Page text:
DCCC offers LGBTQ+ ally training seminars for faculty

By Alexandra Johnson

Seven DCCC faculty, administrative staff, and counselors met on March 25 for an LGBTQ+ seminar titled “Straight, but not Narrow: What Makes a Good LGBTQ+ Ally?”

Map of LGBTQ equality by state.

This particular seminar, which is part of an ongoing series titled “Creating Brave and Safe Spaces” at the college, included topics that are traditionally tricky for allies of the LGBTQ+ community to navigate. 

The issues covered included “performative” versus genuine allyship, how to avoid making comments that come off as hurtful and insensitive, and creating truly safe spaces for members of the LGBTQ+ community.  

Currently, 106 faculty and staff at the college have received the Safe Space LGBTQ+ Ally certification, according to the DCCC Career and Counseling Center. This certification requires a participant to attend three training or information seminars provided by the college. 

Once participants complete their training, they receive a sticker to place outside of their office door to indicate that room is a safe space for members of the LGBTQ+ community to be open and “out.” 

During the seminar, participants had the chance to share their experiences with the LGBTQ+ community, and the interactions that they had either witnessed or been directly involved with.  

DCCC counselor Emily Fahy weighed in on what she wanted to get out of the seminar. “I want to learn how to interact with people in this community in a way that is respectful and appropriate,” Fahy said. 

During the seminar, led by DCCC counselor Ryan Jeral, the meaning of allyship was discussed. Jeral described what it truly means to be an ally to this community in a way that is “productive, active, and genuine.”

Often people that consider themselves allies to the LGBTQ+ community forget that this role is often that of a listener, and may require the individual to move out of the way when members of the community are speaking, according to Jeral. 

“Performative allyship is putting the focus on yourself and how ‘woke’ you are,” Jeral said. “This is at the expense of the people and communities actually doing the hard work to move oppressed groups forward.”

Next, Jeral offered examples of productive strategies and techniques for showing one’s support without shifting the focus of the narrative away from the oppressed party.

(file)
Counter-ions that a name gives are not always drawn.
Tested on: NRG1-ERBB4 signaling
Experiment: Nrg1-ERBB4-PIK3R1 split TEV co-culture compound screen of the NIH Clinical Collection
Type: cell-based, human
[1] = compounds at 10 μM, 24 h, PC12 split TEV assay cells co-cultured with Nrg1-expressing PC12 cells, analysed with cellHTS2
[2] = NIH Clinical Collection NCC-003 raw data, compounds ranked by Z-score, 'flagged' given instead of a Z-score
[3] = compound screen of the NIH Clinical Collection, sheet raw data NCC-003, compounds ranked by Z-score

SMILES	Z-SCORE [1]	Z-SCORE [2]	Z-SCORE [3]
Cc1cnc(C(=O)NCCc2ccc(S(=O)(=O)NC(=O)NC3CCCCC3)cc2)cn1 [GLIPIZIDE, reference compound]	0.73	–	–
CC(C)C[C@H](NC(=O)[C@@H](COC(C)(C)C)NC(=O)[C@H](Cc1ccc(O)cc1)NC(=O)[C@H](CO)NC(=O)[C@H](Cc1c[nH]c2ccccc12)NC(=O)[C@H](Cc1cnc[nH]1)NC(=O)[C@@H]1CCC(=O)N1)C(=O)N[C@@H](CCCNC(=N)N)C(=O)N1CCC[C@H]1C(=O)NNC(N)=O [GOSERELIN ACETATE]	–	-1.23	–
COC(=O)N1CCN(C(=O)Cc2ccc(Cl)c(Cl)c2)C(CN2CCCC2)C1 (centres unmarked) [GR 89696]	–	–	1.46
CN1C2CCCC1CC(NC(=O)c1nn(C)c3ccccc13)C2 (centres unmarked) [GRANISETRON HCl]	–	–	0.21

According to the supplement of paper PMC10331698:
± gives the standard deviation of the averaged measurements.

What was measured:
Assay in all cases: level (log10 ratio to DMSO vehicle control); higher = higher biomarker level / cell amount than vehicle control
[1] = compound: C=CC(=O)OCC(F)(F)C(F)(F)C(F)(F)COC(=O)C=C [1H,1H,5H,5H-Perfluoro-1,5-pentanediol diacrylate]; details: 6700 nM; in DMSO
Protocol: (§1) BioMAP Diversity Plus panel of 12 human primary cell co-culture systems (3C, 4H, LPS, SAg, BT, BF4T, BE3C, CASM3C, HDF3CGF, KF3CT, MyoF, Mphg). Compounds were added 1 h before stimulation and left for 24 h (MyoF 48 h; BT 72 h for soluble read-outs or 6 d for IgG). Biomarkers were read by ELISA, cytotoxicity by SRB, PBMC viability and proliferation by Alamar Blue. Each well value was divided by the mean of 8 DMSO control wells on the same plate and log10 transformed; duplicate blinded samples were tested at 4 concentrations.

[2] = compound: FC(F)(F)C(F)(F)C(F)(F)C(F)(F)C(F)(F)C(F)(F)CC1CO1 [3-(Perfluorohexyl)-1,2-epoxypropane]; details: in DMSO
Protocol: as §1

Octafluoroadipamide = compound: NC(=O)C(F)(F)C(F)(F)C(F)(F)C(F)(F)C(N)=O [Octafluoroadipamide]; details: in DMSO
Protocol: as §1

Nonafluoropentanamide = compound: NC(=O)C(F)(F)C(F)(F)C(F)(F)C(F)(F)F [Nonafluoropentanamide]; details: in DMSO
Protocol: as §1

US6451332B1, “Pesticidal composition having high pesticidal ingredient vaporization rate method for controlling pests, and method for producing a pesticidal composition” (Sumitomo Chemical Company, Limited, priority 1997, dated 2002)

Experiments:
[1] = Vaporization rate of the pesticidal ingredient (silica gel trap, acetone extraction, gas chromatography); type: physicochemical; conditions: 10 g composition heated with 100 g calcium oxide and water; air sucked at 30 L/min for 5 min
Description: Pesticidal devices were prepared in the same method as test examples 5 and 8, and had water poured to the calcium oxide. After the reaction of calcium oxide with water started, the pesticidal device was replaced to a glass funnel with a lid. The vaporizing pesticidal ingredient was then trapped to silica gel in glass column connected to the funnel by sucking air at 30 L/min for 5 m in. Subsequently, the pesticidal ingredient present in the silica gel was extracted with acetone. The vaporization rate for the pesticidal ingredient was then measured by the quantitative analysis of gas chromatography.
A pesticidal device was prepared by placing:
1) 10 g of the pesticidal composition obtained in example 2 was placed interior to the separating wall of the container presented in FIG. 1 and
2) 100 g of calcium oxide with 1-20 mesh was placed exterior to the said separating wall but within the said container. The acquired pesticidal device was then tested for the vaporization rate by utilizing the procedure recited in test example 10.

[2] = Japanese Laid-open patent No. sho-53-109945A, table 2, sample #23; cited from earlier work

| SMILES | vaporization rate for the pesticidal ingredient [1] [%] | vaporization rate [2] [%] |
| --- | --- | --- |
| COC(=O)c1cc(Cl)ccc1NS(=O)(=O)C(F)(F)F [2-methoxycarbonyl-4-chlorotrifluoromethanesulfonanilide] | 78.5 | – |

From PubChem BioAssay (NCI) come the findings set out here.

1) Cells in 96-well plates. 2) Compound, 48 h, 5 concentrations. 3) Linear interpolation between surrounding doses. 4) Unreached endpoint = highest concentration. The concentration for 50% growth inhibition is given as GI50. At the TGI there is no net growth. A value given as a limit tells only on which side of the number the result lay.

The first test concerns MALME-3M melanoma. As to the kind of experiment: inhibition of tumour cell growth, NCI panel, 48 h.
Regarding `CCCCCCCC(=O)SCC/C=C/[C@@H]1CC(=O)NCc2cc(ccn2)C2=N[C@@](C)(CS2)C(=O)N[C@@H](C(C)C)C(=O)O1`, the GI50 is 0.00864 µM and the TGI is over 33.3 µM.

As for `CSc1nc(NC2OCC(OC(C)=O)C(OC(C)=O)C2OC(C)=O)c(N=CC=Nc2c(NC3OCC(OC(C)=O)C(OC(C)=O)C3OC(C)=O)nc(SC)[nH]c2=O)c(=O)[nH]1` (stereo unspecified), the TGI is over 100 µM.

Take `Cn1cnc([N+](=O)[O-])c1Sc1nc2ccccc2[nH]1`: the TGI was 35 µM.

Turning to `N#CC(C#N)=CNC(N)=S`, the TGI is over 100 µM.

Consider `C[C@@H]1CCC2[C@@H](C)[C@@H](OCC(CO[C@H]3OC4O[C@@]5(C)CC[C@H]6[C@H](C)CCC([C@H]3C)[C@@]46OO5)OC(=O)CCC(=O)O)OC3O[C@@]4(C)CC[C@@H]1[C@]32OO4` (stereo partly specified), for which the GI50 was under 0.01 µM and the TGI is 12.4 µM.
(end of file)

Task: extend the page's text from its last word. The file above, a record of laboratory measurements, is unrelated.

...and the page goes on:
She explained that words of support are not enough on their own, and must be paired with actual action. “Social media can be a tool to enact real change, but it cannot be the sole action taken by a true ally,” Jeral said. 

The seminar also included a process of how to move forward once attendees realize that they have made a comment that is insensitive or hurtful in some way. Steps included keeping the focus on the person impacted, listening, apologizing, and responding with respect. 

Sonni Andrews, 3, watches the annual Gay Pride parade with his parents, while visiting from Australia in San Francisco, California, Sunday, June 30, 2013. (Wally Skalij/Los Angeles Times/MCT).

“I like to use a boots and sandals analogy,” Jeral said. “Privilege is like walking around with big cushioned boots on, and others who might not have as much privilege as you are wearing sandals. If you accidentally stepped on someone’s exposed toes with your boots, you would probably immediately apologize. It works the same way with words.” 

Kerry Drake closed the seminar with a thoughtful statement about how she wants to respond to an unsavory comment when her children are present. 

“When Uncle John or whoever makes a comment that I don’t like, I need to step up and challenge it appropriately,”  said. 

Contact Alexandra Johnson at Communitarian@mail.dccc.edu

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